Lauren Coffey’s final goodbye to Westford Academy


Lisa Hood

Lauren Coffey enjoying the Cape beach with her dog Sawyer.

Kate Kelly, Staff Writer

After nearly 14 years of teaching, WA Health and Physical Education teacher Lauren Coffey steps down from her position at Westford Academy to get one step closer to retirement. While she is gone, students and staff alike remember the impact she made in the school.

Coffey was a devoted teacher at WA, conducting a variety of fundamental classes. However, when a teaching opportunity arose near Cape Cod, alongside her retiring parents and significant other, she made the hard decision of accepting the job. Leaving her position officially in late January, these changes hold her dream of retiring by the beach close to heart.

Since starting her career in Healthcare Electronics and Pharmaceutical sales, Coffey has done it all. Between instructing ski classes at Nashoba to working as a Math Resource Facilitator at Crisafulli, she was committed to achieving whatever she set her mind to.

“I enjoyed my interactions with students so much, I started substitute teaching,” Coffey said. “I studied and passed the Health and PE MTELs and was a long term Health substitute at the Stony Brook Middle School before being hired permanently at WA.”

Coffey started by working part-time, eventually progressing to a completed Masters degree in education, along with 30 additional graduate credits in her work with Anti-Discrimination and Social Emotional Learning.

Although she didn’t just live in the community of WA, she thrived in it. The Equestrian Club, Relay for Life Club, and even the Bollywood Dance Club were all grateful recipients of her participation. She also worked closely with health teacher, Melanie Jozokos.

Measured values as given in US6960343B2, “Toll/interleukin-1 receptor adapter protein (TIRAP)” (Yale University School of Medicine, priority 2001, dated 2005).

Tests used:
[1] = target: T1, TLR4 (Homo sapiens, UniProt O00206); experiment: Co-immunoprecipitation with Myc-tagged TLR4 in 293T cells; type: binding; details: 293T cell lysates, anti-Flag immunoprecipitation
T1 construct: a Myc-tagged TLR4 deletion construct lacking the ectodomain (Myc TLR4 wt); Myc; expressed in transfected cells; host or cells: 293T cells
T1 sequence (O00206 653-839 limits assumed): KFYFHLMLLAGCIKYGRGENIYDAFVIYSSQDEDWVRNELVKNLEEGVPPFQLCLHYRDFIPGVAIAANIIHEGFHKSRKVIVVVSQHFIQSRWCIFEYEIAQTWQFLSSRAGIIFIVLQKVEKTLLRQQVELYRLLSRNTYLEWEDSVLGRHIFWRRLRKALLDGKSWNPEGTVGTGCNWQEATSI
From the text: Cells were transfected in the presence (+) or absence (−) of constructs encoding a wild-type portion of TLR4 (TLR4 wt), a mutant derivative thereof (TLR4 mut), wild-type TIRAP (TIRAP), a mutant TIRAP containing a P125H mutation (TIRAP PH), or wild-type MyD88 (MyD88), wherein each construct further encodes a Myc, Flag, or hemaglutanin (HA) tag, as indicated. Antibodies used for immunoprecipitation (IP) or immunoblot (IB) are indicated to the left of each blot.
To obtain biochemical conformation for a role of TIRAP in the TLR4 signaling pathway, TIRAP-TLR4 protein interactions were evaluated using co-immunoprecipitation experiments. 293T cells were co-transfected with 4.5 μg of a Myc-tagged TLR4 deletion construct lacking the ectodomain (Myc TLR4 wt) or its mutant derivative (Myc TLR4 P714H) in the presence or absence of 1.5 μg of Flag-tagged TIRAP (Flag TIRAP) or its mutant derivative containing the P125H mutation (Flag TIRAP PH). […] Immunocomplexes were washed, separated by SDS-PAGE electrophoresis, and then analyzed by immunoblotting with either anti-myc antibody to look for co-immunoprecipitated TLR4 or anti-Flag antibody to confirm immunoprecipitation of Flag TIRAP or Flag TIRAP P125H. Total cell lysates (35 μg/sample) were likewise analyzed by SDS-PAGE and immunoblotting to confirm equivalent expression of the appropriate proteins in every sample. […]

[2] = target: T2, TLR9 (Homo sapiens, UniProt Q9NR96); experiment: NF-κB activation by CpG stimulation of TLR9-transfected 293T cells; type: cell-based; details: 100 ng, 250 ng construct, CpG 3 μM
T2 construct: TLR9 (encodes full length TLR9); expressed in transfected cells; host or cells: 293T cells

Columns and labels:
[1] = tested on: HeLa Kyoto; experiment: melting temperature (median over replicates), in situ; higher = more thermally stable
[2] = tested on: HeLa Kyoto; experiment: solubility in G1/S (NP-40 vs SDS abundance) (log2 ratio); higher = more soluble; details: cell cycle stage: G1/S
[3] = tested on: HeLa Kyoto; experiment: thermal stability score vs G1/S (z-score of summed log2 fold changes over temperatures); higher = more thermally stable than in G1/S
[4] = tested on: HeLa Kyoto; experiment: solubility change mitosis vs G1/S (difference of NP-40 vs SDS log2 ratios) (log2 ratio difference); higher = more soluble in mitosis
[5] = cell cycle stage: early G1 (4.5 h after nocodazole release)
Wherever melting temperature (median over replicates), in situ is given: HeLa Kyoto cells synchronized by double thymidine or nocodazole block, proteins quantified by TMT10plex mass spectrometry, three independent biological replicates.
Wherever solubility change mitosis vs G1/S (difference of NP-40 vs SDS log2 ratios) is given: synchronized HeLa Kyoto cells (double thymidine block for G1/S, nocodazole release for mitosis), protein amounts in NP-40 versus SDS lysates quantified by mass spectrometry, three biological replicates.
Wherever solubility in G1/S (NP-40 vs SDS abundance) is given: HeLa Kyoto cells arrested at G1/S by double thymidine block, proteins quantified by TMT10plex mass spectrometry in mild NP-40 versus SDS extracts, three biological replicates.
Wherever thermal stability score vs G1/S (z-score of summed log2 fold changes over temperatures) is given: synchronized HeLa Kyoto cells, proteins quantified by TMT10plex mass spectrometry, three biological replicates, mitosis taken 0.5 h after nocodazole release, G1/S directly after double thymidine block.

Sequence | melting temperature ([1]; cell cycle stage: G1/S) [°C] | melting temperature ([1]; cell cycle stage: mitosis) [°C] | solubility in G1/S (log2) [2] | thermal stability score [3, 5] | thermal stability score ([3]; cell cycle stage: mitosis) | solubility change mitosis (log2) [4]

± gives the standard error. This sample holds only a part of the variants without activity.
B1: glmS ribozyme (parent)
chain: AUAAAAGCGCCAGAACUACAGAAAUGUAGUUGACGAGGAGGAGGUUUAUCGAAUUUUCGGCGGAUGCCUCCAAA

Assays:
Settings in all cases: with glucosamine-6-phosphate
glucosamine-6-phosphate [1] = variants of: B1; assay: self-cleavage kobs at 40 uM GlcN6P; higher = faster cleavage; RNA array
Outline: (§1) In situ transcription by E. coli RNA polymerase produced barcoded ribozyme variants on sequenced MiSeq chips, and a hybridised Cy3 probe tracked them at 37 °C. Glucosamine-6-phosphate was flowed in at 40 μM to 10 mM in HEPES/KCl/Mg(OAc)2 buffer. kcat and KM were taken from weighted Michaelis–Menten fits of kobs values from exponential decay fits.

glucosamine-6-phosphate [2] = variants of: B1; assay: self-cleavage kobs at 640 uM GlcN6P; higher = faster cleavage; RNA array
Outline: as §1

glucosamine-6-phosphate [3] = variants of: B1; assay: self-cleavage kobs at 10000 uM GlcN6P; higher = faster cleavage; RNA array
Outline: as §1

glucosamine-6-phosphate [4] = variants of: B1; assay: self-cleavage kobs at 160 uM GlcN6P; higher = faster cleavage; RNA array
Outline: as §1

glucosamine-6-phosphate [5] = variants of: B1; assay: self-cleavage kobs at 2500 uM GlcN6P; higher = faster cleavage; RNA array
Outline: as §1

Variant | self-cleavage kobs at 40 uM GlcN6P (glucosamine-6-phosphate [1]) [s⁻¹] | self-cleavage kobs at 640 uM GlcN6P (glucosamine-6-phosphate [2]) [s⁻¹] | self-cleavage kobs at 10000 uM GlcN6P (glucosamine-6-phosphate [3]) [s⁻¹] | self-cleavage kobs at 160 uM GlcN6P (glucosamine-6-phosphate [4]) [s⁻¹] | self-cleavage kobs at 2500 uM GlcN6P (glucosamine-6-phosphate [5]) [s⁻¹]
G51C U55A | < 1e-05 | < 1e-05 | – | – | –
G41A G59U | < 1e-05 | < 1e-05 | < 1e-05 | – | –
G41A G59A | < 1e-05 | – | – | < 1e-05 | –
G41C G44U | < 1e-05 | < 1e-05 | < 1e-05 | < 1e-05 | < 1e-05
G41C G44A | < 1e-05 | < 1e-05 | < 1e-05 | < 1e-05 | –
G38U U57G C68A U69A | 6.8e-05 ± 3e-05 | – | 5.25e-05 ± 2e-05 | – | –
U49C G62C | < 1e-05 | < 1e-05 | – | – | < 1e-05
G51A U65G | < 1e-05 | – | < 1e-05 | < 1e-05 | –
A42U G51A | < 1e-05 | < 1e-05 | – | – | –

“Ms. Coffey was a go getter from the start,” Jozokos said. “I admired her for her work ethic and her constant commitment to the classroom and curriculum.”

Not only was she active outside of the classroom, but Coffey was a strong supporter of her students. She left her room accessible to other extracurriculars like Chess Club, kept in contact with struggling individuals, and used her classroom as an outlet for more than just education.

“I would not be the person I am today without listening to and understanding my students’ experiences,” Coffey said. “As educators we are privileged to learn and grow from our student interactions.”

Both kids in and out of her class saw her purposeful attitude and determined state of mind. Her work ethic was centered around resilience and life skills that stayed with graduates long after their four years of high school. Sophomore Violette Bernier was one of many students close with Coffey.

“If you needed help with anything, she was the one,” Bernier said. “I’m excited to see where her next adventure takes her.”

In addition to helping students with their lives, Coffey started her own battle when she was diagnosed with breast cancer a few years ago. Despite the hardship, she didn’t let it control her life. Her ‘go getter’ personality led her to become even stronger, beating cancer and sharing her story with others.

“You [the WA community] are all unique and worthy of adding value to the world,” Coffey said. “I believe in each and every one of you.”

While this is a hard goodbye for many people, it is in good conscience knowing Coffey is fulfilling her childhood dreams living with her dog Sawyer and the comfort of the ocean. Her position will now be filled by Cory Brown.

“This place is really going to miss her. [Ms. Coffey] leaving is a huge loss to WA and it’s going to leave a hole for many people,” Jozokos said. “I know there are students out there who were close to her, I want them to  know that there are people here that still care about them.”